2011-06-15
Budget End
2012-05-31
Support Year
1
Fiscal Year
2011
Total Cost
$332,615
Indirect Cost
Name
University of Pittsburgh
Department
Pediatrics
Type
Schools of Medicine
DUNS #
004514360
City
Pittsburgh
State
PA
Country
United States
Zip Code
15213
Meyer, Jesse G; Mukkamalla, Sushanth; Steen, Hanno et al. (2017) PIQED: automated identification and quantification of protein modifications from DIA-MS data. Nat Methods 14:646-647
Uppala, Radha; Dudiak, Brianne; Beck, Megan E et al. (2017) Aspirin increases mitochondrial fatty acid oxidation. Biochem Biophys Res Commun 482:346-351
Zhang, Yuxun; Bharathi, Sivakama S; Rardin, Matthew J et al. (2017) Lysine desuccinylase SIRT5 binds to cardiolipin and regulates the electron transport chain. J Biol Chem 292:10239-10249
Dolezal, James M; Wang, Huabo; Kulkarni, Sucheta et al. (2017) Sequential adaptive changes in a c-Myc-driven model of hepatocellular carcinoma. J Biol Chem 292:10068-10086
Goetzman, Eric S (2017) Advances in the Understanding and Treatment of Mitochondrial Fatty Acid Oxidation Disorders. Curr Genet Med Rep 5:132-142
Wang, Huabo; Lu, Jie; Edmunds, Lia R et al. (2016) Coordinated Activities of Multiple Myc-dependent and Myc-independent Biosynthetic Pathways in Hepatoblastoma. J Biol Chem 291:26241-26251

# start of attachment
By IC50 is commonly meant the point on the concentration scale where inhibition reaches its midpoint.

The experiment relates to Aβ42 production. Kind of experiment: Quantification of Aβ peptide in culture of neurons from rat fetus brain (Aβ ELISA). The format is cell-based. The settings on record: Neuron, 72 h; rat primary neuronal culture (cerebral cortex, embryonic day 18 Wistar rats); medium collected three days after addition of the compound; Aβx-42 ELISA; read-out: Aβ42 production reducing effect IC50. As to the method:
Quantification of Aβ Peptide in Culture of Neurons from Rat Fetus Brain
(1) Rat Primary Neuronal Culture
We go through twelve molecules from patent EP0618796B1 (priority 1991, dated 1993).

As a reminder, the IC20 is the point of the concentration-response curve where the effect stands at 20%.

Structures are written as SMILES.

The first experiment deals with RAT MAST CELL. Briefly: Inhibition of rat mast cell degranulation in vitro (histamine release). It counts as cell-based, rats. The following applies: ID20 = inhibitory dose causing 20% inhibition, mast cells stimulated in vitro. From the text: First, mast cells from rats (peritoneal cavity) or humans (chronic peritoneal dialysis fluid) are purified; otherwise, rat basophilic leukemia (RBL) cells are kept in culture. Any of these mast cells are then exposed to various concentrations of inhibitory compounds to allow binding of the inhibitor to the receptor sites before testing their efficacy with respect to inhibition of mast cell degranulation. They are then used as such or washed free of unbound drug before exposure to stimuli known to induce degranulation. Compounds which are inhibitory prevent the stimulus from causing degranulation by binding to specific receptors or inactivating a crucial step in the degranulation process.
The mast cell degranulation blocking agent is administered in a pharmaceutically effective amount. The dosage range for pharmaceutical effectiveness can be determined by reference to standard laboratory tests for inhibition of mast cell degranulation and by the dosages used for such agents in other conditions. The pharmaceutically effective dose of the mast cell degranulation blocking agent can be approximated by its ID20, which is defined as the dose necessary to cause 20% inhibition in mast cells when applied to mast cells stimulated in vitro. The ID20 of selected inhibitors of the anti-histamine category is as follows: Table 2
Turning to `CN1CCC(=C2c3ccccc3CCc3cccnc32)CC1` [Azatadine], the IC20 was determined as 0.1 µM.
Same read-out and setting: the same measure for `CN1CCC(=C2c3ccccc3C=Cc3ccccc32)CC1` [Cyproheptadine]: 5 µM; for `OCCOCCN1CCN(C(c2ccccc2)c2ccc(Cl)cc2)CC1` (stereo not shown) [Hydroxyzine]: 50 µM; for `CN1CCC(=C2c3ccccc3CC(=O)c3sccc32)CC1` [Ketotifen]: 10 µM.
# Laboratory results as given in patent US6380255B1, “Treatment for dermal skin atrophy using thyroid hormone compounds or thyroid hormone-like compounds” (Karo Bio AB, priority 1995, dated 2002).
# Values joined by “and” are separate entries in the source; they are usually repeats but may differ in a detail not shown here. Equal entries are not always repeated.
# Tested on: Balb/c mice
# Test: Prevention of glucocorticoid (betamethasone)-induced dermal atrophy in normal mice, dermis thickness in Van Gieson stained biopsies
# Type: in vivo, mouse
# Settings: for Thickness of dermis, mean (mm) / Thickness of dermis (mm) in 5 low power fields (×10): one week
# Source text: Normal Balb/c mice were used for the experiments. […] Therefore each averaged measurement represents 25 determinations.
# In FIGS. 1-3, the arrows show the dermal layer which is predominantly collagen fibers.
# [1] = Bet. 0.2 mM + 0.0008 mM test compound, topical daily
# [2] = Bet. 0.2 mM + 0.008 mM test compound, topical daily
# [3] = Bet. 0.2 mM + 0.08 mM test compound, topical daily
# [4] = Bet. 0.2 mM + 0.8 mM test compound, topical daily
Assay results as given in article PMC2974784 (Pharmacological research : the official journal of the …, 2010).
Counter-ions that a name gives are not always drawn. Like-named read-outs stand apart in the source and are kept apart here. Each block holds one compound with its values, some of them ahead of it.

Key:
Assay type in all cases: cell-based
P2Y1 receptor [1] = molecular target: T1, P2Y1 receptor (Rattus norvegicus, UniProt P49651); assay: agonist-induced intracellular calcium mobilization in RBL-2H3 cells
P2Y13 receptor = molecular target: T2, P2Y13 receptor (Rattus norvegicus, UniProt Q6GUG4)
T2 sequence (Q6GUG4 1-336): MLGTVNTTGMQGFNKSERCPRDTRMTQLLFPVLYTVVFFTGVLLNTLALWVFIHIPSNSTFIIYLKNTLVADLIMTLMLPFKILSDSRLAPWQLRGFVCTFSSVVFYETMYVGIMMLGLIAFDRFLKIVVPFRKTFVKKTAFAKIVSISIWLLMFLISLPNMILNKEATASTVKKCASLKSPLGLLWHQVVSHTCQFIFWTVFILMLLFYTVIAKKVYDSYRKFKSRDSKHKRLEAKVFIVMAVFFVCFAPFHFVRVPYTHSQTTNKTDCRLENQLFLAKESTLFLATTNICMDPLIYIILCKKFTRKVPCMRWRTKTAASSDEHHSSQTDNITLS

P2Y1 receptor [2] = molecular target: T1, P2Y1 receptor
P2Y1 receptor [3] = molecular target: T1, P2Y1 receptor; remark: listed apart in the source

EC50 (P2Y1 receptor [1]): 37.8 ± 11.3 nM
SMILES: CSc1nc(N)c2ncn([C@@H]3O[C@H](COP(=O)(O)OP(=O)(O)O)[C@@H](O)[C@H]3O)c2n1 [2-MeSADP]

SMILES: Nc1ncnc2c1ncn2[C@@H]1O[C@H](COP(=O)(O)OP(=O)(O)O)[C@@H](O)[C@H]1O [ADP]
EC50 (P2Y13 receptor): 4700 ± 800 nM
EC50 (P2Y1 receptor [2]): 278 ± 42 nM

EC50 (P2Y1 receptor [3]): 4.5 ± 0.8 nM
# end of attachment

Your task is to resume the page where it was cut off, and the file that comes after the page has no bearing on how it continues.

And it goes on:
Guarani, Virginia; Jardel, Claude; Chr├ętien, Dominique et al. (2016) QIL1 mutation causes MICOS disassembly and early onset fatal mitochondrial encephalopathy with liver disease. Elife 5:
Edmunds, Lia R; Otero, P Anthony; Sharma, Lokendra et al. (2016) Abnormal lipid processing but normal long-term repopulation potential of myc-/- hepatocytes. Oncotarget 7:30379-95
Edmunds, Lia R; Sharma, Lokendra; Kang, Audry et al. (2015) c-Myc programs fatty acid metabolism and dictates acetyl-CoA abundance and fate. J Biol Chem 290:20100
Uppala, Radha; McKinney, Richard W; Brant, Kelly A et al. (2015) Nickel inhibits mitochondrial fatty acid oxidation. Biochem Biophys Res Commun 463:806-10

Showing the most recent 10 out of 24 publications